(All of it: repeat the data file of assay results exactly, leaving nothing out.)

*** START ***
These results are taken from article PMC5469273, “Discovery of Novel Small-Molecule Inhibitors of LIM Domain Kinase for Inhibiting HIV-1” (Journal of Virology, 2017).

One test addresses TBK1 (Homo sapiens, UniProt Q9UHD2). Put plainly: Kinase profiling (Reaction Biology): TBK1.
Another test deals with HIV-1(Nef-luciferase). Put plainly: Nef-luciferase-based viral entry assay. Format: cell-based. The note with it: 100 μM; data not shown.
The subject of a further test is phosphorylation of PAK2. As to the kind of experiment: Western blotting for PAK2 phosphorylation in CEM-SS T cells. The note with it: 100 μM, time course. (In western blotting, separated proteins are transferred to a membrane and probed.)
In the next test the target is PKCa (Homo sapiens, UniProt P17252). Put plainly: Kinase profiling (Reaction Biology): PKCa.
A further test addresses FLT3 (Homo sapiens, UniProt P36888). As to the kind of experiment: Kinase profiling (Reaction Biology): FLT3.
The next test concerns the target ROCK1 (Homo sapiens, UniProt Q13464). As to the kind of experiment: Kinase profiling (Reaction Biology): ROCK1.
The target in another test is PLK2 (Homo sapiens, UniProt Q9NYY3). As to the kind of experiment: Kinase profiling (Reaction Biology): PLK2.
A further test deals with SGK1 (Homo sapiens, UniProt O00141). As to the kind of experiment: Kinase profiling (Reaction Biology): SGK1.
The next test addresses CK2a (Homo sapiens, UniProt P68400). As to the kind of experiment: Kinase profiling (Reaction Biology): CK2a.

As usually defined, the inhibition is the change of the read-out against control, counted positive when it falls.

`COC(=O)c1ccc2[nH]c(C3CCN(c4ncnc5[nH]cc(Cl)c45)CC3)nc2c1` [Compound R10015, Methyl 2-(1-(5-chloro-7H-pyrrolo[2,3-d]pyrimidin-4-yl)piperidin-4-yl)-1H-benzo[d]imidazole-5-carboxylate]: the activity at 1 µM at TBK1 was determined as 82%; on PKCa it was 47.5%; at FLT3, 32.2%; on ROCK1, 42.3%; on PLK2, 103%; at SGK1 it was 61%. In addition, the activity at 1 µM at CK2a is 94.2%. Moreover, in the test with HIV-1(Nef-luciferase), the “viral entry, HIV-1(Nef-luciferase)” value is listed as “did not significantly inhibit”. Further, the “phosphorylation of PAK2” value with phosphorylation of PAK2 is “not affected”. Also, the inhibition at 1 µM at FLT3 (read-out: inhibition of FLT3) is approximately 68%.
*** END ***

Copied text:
These results are taken from article PMC5469273, “Discovery of Novel Small-Molecule Inhibitors of LIM Domain Kinase for Inhibiting HIV-1” (Journal of Virology, 2017).

One test addresses TBK1 (Homo sapiens, UniProt Q9UHD2). Put plainly: Kinase profiling (Reaction Biology): TBK1.
Another test deals with HIV-1(Nef-luciferase). Put plainly: Nef-luciferase-based viral entry assay. Format: cell-based. The note with it: 100 μM; data not shown.
The subject of a further test is phosphorylation of PAK2. As to the kind of experiment: Western blotting for PAK2 phosphorylation in CEM-SS T cells. The note with it: 100 μM, time course. (In western blotting, separated proteins are transferred to a membrane and probed.)
In the next test the target is PKCa (Homo sapiens, UniProt P17252). Put plainly: Kinase profiling (Reaction Biology): PKCa.
A further test addresses FLT3 (Homo sapiens, UniProt P36888). As to the kind of experiment: Kinase profiling (Reaction Biology): FLT3.
The next test concerns the target ROCK1 (Homo sapiens, UniProt Q13464). As to the kind of experiment: Kinase profiling (Reaction Biology): ROCK1.
The target in another test is PLK2 (Homo sapiens, UniProt Q9NYY3). As to the kind of experiment: Kinase profiling (Reaction Biology): PLK2.
A further test deals with SGK1 (Homo sapiens, UniProt O00141). As to the kind of experiment: Kinase profiling (Reaction Biology): SGK1.
The next test addresses CK2a (Homo sapiens, UniProt P68400). As to the kind of experiment: Kinase profiling (Reaction Biology): CK2a.

As usually defined, the inhibition is the change of the read-out against control, counted positive when it falls.

`COC(=O)c1ccc2[nH]c(C3CCN(c4ncnc5[nH]cc(Cl)c45)CC3)nc2c1` [Compound R10015, Methyl 2-(1-(5-chloro-7H-pyrrolo[2,3-d]pyrimidin-4-yl)piperidin-4-yl)-1H-benzo[d]imidazole-5-carboxylate]: the activity at 1 µM at TBK1 was determined as 82%; on PKCa it was 47.5%; at FLT3, 32.2%; on ROCK1, 42.3%; on PLK2, 103%; at SGK1 it was 61%. In addition, the activity at 1 µM at CK2a is 94.2%. Moreover, in the test with HIV-1(Nef-luciferase), the “viral entry, HIV-1(Nef-luciferase)” value is listed as “did not significantly inhibit”. Further, the “phosphorylation of PAK2” value with phosphorylation of PAK2 is “not affected”. Also, the inhibition at 1 µM at FLT3 (read-out: inhibition of FLT3) is approximately 68%.